A book for the 21st century, to describe Linlithgow, is long overdue. We are too accustomed to thinking of Linlithgow in terms of its magnificent history and its beautifully situated palace on the shores of Linlithgow Loch.
Wallace Lockhart brings the town up to date with this book, which outlines life today in this thriving town. With a population that has increased from 6000 to 15,000 over the past 30 years, and a 20 minute train link to the capital, Linlithgow is proving to be not just a dormitory town for Edinburgh.
Not surprisingly, Wallace gives plenty of space to the folk music and dancing of the town â€“ he is a founder member of the internationally renowned folk group Quern and no book of his would complete without several references to the loves of his own life. From there, he explores the many other clubs and societies which are available to the town’s inhabitants.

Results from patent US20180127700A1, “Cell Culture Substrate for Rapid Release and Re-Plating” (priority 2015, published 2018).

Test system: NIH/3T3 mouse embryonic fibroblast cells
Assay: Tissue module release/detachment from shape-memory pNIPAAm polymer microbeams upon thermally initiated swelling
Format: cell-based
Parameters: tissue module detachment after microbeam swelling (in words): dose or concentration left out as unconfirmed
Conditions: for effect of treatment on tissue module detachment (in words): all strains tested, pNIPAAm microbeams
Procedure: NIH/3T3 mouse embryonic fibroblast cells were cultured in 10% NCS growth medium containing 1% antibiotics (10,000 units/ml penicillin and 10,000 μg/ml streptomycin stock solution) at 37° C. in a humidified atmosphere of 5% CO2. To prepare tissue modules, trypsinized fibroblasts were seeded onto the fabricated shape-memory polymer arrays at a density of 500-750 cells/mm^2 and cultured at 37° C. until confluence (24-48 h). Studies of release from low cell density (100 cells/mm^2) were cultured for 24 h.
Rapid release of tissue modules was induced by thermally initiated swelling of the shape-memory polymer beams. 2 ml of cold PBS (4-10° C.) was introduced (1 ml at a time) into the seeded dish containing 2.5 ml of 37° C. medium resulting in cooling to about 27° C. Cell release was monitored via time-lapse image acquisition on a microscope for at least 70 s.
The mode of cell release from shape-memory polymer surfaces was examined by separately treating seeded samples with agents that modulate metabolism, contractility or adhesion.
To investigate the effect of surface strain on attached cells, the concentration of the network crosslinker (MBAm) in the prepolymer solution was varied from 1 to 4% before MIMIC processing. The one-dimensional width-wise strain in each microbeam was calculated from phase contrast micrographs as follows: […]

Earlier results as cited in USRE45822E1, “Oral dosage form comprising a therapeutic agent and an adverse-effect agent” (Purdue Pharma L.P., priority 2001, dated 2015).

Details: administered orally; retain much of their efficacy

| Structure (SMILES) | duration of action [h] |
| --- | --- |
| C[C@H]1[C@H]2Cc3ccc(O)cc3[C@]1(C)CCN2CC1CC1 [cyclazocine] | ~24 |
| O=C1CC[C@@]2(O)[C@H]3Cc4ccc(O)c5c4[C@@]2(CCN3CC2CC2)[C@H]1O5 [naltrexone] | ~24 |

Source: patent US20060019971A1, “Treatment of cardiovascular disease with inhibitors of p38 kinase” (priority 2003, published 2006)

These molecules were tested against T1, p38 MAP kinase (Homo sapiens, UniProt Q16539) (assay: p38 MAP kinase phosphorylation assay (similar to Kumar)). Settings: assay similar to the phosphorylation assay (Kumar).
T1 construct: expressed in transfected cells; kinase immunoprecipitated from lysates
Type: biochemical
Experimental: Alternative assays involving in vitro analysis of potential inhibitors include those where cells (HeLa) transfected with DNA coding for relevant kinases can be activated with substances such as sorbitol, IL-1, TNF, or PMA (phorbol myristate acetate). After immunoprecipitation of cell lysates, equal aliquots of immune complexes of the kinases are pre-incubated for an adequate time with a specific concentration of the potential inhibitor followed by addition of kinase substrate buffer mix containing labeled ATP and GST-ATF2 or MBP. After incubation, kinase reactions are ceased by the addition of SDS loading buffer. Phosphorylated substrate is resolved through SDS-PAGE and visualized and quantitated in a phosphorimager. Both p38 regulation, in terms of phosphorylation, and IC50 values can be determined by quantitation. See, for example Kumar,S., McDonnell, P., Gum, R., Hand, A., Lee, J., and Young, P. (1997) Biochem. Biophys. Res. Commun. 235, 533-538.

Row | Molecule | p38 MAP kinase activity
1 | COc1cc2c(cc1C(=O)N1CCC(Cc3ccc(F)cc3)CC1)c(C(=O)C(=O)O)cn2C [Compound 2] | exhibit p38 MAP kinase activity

There is an approiate amount of history, to do with derivations of place names and myths, but he leaves detailed specialisation to other books, except where he recounts the setting up of various organisations and here, he is happy to give credit to these worthies. In addition, he briefly profiles some of Linlithgow’s famous sons and daughters, including Tom McGowran, who was instrumental in bringing about the Annet House Museum, concert pianist Steven Osborne and David Waldie, the man who would have liked a little credit for pointing Simpson towards his discovery of the use of chloroform as an anaesthetic.
The folk of Linlithgow will love this book, because it is about them, and people love to see themselves in print. But it is more than that, as Tam Dalyell says in his foreword: “Wallace performs a service in reminding us of our worthy citizens.”